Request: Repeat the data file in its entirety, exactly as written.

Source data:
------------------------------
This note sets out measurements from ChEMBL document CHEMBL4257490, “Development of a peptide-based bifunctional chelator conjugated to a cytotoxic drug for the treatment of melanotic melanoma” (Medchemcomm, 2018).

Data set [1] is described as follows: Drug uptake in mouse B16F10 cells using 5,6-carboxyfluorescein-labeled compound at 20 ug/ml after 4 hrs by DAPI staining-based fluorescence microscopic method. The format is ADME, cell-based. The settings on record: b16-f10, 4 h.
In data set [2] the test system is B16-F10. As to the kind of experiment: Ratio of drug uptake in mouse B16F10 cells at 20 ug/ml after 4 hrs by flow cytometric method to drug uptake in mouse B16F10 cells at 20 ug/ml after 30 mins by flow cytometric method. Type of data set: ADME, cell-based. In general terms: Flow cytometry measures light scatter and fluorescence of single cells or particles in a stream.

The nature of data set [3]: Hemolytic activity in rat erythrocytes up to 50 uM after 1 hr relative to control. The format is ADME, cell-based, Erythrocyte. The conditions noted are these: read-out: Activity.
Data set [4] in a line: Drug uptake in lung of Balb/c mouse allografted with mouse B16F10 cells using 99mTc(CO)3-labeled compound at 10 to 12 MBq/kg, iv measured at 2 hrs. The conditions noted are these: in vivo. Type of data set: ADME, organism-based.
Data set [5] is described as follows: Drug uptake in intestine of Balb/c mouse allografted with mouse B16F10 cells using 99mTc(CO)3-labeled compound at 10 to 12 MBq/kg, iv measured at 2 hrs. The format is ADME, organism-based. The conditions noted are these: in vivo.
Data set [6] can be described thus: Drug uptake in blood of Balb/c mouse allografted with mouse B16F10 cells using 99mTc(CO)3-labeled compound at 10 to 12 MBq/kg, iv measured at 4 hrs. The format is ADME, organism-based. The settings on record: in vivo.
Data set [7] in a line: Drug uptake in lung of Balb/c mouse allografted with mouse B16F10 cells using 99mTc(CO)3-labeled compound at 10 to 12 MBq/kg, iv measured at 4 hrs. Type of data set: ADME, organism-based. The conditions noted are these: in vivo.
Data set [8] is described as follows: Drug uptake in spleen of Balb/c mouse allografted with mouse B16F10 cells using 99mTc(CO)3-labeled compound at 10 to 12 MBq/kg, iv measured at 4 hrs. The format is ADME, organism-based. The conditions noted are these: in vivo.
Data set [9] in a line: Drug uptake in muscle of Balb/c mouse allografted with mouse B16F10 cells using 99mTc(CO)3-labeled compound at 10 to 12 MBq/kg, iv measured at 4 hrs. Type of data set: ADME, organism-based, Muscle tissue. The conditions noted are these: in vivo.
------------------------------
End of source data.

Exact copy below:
This note sets out measurements from ChEMBL document CHEMBL4257490, “Development of a peptide-based bifunctional chelator conjugated to a cytotoxic drug for the treatment of melanotic melanoma” (Medchemcomm, 2018).

Data set [1] is described as follows: Drug uptake in mouse B16F10 cells using 5,6-carboxyfluorescein-labeled compound at 20 ug/ml after 4 hrs by DAPI staining-based fluorescence microscopic method. The format is ADME, cell-based. The settings on record: b16-f10, 4 h.
In data set [2] the test system is B16-F10. As to the kind of experiment: Ratio of drug uptake in mouse B16F10 cells at 20 ug/ml after 4 hrs by flow cytometric method to drug uptake in mouse B16F10 cells at 20 ug/ml after 30 mins by flow cytometric method. Type of data set: ADME, cell-based. In general terms: Flow cytometry measures light scatter and fluorescence of single cells or particles in a stream.

The nature of data set [3]: Hemolytic activity in rat erythrocytes up to 50 uM after 1 hr relative to control. The format is ADME, cell-based, Erythrocyte. The conditions noted are these: read-out: Activity.
Data set [4] in a line: Drug uptake in lung of Balb/c mouse allografted with mouse B16F10 cells using 99mTc(CO)3-labeled compound at 10 to 12 MBq/kg, iv measured at 2 hrs. The conditions noted are these: in vivo. Type of data set: ADME, organism-based.
Data set [5] is described as follows: Drug uptake in intestine of Balb/c mouse allografted with mouse B16F10 cells using 99mTc(CO)3-labeled compound at 10 to 12 MBq/kg, iv measured at 2 hrs. The format is ADME, organism-based. The conditions noted are these: in vivo.
Data set [6] can be described thus: Drug uptake in blood of Balb/c mouse allografted with mouse B16F10 cells using 99mTc(CO)3-labeled compound at 10 to 12 MBq/kg, iv measured at 4 hrs. The format is ADME, organism-based. The settings on record: in vivo.
Data set [7] in a line: Drug uptake in lung of Balb/c mouse allografted with mouse B16F10 cells using 99mTc(CO)3-labeled compound at 10 to 12 MBq/kg, iv measured at 4 hrs. Type of data set: ADME, organism-based. The conditions noted are these: in vivo.
Data set [8] is described as follows: Drug uptake in spleen of Balb/c mouse allografted with mouse B16F10 cells using 99mTc(CO)3-labeled compound at 10 to 12 MBq/kg, iv measured at 4 hrs. The format is ADME, organism-based. The conditions noted are these: in vivo.
Data set [9] in a line: Drug uptake in muscle of Balb/c mouse allografted with mouse B16F10 cells using 99mTc(CO)3-labeled compound at 10 to 12 MBq/kg, iv measured at 4 hrs. Type of data set: ADME, organism-based, Muscle tissue. The conditions noted are these: in vivo.